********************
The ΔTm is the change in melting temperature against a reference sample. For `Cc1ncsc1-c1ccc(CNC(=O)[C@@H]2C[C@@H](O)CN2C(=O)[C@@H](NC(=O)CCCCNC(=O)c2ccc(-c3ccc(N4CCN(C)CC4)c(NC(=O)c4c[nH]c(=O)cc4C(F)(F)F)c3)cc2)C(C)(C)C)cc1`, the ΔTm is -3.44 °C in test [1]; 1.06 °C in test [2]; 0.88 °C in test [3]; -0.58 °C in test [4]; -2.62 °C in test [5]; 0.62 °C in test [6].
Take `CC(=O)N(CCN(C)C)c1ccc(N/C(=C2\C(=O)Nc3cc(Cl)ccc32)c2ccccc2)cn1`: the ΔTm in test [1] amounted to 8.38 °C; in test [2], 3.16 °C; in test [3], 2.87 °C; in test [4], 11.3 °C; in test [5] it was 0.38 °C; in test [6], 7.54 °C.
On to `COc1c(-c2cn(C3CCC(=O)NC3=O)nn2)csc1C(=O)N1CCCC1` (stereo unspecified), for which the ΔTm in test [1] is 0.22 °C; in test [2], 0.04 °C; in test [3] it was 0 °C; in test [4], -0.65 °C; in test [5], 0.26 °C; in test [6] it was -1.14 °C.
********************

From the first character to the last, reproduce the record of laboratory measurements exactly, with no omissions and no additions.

The ΔTm is the change in melting temperature against a reference sample. For `Cc1ncsc1-c1ccc(CNC(=O)[C@@H]2C[C@@H](O)CN2C(=O)[C@@H](NC(=O)CCCCNC(=O)c2ccc(-c3ccc(N4CCN(C)CC4)c(NC(=O)c4c[nH]c(=O)cc4C(F)(F)F)c3)cc2)C(C)(C)C)cc1`, the ΔTm is -3.44 °C in test [1]; 1.06 °C in test [2]; 0.88 °C in test [3]; -0.58 °C in test [4]; -2.62 °C in test [5]; 0.62 °C in test [6].
Take `CC(=O)N(CCN(C)C)c1ccc(N/C(=C2\C(=O)Nc3cc(Cl)ccc32)c2ccccc2)cn1`: the ΔTm in test [1] amounted to 8.38 °C; in test [2], 3.16 °C; in test [3], 2.87 °C; in test [4], 11.3 °C; in test [5] it was 0.38 °C; in test [6], 7.54 °C.
On to `COc1c(-c2cn(C3CCC(=O)NC3=O)nn2)csc1C(=O)N1CCCC1` (stereo unspecified), for which the ΔTm in test [1] is 0.22 °C; in test [2], 0.04 °C; in test [3] it was 0 °C; in test [4], -0.65 °C; in test [5], 0.26 °C; in test [6] it was -1.14 °C.